United Nations Headquarters
New York, 14 November 2007


Distinguished Delegates,

Allow me, first of all, to avail myself of the opportunity to thank the Permanent Representative of Indonesia, Ambassador Marty Natalegawa, for the introduction of the annual report of the Security Council to the General Assembly for the period of August 1st 2006, to July 31 2007, in his capacity as President of the SC for the month of November.

During the discussion of agenda item 9, “Report of the Security Council”, Member States expressed their appreciation for Indonesia’s role as the current President of the Security Council. However, some serious concerns were expressed regarding the report, in particular the lack of comprehensive evaluations of the various deliberations of the Council.

In order to preserve the balance between the main organs of this Organization, and to improve transparency and strengthen cooperation between the General Assembly and the Security Council many participants in the debate stressed the importance that in future the report should be more analytical and substantive.

This is why we have to pursue a course of revitalizing the General Assembly and reforming the Security Council simultaneously!


I am particularly pleased to be able to state that we have had a very profound, above all comprehensive and fruitful discussion on the Security Council reform under agenda item 122.

It was a frank and effective dialogue, which provided valuable inputs for further deliberations of the General Assembly on this very important aspect of the United Nations overall reform agenda. It fully endorsed the notion that the reform of the United Nations system is one of the priority issues for the 62nd session of the General Assembly.

May I also dare to say, that the debate demonstrated the clear commitment of Member States to embark upon a new stage that offers the prospect of achieving the ultimate goal of comprehensive reform of the Security Council.

You have paved the way towards the objective of developing a framework to identify and reach agreement on the various negotiable elements which would then allow us to arrive at the point to begin intergovernmental negotiations.

In other words, the bridge between the results achieved during the 61st session and the way forward during the 62nd session needs to be constructed!

The pillars of the edifice called ‘intergovernmental negotiations’ must be set up as you have defined them during the debate that we are now concluding.

First, we must bear in mind that Security Council Reform is an integral part of strengthening the UN.  It must therefore go hand in hand with the transformation of the wider United Nations system;

Second, prudent and principle oriented guidance by the President of the General Assembly is required, though it must be based on a joint venture with Member States in good faith and mutual respect.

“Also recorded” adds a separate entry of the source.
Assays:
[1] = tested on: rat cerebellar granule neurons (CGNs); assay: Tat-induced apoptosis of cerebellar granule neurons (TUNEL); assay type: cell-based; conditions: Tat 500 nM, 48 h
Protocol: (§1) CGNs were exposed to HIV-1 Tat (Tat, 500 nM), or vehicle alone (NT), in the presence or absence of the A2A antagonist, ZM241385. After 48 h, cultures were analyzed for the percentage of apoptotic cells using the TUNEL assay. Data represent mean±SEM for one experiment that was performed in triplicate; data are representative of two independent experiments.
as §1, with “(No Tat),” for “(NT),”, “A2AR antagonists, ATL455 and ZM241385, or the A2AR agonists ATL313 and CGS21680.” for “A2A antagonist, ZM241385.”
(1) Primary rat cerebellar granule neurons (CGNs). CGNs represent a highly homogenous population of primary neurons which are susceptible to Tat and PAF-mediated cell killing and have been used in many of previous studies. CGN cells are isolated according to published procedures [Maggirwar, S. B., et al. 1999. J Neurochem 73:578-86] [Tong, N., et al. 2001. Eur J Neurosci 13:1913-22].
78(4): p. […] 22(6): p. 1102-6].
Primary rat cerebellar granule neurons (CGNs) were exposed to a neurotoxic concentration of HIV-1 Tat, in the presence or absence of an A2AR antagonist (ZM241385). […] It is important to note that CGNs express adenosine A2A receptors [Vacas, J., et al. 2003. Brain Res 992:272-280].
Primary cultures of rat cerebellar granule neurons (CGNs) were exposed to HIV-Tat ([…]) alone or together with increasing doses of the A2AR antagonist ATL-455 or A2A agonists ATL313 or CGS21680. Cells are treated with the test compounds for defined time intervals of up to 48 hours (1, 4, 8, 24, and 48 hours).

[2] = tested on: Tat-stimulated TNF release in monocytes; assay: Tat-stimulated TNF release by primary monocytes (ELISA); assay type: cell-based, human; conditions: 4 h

Third, the way forward ought to be accomplished through an objective and transparent process to first identify the negotiables in order to then move to intergovernmental negotiations.

Fourth, the Open-ended Working Group should carry out consultations on the framework and the modalities for intergovernmental negotiations;

Fifth, further steps must contain components and notions that will allow the Membership to reach a general agreement on all aspects of Security Council reform, in particular on both the composition of the Council, and its working methods;

Sixth, the reform of the Security Council must accommodate the interests and concerns of all sides, especially those who are currently underrepresented; and,

Seventh, Member States should refrain from steps which could serve to undermine the current momentum and consensus to continue a process with the intention of achieving result oriented solutions.


Let me briefly refer to some sparks which have characterized the debate over the last two and a half days.

Member States pleaded for a clear common sense that we all have a shared responsibility to achieve results. And, one can not agree more.

However, this will require our combined efforts based on pragmatism, political courage, mutual faith and respect, as well as flexibility and the political will to reach broadest possible agreement.

There were also requests to speed up the rhythm of the process. This again requires us to avoid the danger of doing things too hastily.

The speed at which we proceed should not be conditioned solely by the authority of the leadership, but rather by the political will of Member States.

On the way forward we should bear in mind that all the achievements so far are a result of our collective actions. Therefore, we cannot afford to undermine this collective political momentum by calculating to imbibe it with hesitation in order to derail or disrupt the process.

In concluding, I would like to stress that I will count very much on your support and cooperation in conducting the process during the forthcoming period.

We should all continue to work together in a spirit of constructive cooperation and tackle all the issues and tasks set up by the General Assembly in its decision 61/561 adopted on 17 September 2007, in order to faithfully fulfill its recommendations.

With this in mind, I will shortly communicate to Member States the outline of the follow-up process.

Thank you.     

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